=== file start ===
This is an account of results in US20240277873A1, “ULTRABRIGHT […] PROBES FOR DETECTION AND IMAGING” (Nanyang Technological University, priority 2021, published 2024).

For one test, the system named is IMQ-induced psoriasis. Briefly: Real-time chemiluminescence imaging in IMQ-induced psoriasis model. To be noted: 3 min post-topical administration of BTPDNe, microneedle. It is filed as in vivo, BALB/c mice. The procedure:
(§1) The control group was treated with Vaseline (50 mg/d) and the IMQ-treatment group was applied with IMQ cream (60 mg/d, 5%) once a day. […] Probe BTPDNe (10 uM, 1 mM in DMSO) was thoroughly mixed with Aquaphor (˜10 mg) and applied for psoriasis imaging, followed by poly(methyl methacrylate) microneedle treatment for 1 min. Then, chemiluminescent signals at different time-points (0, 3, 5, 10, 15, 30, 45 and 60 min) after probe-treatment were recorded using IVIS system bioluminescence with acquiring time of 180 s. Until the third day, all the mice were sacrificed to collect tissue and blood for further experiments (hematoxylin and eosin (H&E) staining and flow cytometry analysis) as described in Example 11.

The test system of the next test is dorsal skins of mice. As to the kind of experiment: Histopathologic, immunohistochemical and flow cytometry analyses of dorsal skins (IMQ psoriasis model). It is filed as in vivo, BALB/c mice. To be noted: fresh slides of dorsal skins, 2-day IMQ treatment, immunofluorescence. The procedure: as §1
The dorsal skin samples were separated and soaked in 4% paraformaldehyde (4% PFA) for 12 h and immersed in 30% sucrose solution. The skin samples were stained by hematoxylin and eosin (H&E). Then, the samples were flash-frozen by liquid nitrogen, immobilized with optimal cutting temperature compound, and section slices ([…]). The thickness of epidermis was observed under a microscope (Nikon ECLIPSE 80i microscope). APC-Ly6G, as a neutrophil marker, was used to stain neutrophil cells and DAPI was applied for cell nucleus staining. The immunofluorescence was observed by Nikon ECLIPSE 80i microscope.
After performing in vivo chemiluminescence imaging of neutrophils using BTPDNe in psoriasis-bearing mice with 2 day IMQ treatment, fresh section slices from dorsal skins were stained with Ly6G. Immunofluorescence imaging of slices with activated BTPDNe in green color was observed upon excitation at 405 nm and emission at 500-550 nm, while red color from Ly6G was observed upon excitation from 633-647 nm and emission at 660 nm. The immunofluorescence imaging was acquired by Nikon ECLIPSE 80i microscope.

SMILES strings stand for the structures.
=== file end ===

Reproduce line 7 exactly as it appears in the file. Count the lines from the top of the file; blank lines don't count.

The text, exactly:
SMILES strings stand for the structures.